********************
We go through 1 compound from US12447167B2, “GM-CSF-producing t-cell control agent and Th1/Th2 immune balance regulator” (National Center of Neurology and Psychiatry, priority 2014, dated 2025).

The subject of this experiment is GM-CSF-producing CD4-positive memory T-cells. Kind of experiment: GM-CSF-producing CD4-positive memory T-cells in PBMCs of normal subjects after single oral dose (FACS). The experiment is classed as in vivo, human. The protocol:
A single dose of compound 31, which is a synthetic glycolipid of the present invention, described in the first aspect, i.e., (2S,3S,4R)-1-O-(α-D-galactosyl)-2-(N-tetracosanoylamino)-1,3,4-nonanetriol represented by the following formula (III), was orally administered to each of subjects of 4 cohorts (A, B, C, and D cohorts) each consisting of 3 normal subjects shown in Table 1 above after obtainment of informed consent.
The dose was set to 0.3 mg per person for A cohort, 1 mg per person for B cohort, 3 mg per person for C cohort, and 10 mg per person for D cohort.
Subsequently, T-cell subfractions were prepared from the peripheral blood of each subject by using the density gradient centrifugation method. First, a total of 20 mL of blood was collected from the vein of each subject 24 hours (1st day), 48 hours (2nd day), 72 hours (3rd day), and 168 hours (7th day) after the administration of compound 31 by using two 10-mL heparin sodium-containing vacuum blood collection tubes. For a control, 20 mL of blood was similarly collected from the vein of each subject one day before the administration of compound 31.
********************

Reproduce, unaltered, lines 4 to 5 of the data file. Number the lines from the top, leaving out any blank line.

The dose was set to 0.3 mg per person for A cohort, 1 mg per person for B cohort, 3 mg per person for C cohort, and 10 mg per person for D cohort.
Subsequently, T-cell subfractions were prepared from the peripheral blood of each subject by using the density gradient centrifugation method. First, a total of 20 mL of blood was collected from the vein of each subject 24 hours (1st day), 48 hours (2nd day), 72 hours (3rd day), and 168 hours (7th day) after the administration of compound 31 by using two 10-mL heparin sodium-containing vacuum blood collection tubes. For a control, 20 mL of blood was similarly collected from the vein of each subject one day before the administration of compound 31.